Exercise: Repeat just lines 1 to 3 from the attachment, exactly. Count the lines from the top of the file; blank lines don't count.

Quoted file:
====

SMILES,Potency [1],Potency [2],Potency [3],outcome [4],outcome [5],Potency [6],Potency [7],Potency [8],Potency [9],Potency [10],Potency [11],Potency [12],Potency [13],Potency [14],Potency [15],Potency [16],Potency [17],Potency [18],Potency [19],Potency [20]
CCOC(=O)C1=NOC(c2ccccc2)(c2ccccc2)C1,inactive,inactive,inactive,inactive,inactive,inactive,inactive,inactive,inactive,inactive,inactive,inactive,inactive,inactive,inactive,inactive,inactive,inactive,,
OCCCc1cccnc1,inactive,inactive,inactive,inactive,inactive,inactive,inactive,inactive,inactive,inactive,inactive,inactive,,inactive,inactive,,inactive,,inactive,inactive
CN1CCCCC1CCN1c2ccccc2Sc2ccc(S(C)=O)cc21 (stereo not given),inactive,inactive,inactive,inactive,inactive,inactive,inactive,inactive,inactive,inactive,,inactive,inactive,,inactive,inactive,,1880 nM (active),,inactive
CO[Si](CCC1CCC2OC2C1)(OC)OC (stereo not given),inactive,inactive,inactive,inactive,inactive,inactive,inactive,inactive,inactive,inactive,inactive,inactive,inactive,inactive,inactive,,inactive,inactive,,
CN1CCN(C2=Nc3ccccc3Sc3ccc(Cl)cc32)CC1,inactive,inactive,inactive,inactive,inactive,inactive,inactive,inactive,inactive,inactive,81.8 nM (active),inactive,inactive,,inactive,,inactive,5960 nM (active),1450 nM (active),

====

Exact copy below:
SMILES,Potency [1],Potency [2],Potency [3],outcome [4],outcome [5],Potency [6],Potency [7],Potency [8],Potency [9],Potency [10],Potency [11],Potency [12],Potency [13],Potency [14],Potency [15],Potency [16],Potency [17],Potency [18],Potency [19],Potency [20]
CCOC(=O)C1=NOC(c2ccccc2)(c2ccccc2)C1,inactive,inactive,inactive,inactive,inactive,inactive,inactive,inactive,inactive,inactive,inactive,inactive,inactive,inactive,inactive,inactive,inactive,inactive,,
OCCCc1cccnc1,inactive,inactive,inactive,inactive,inactive,inactive,inactive,inactive,inactive,inactive,inactive,inactive,,inactive,inactive,,inactive,,inactive,inactive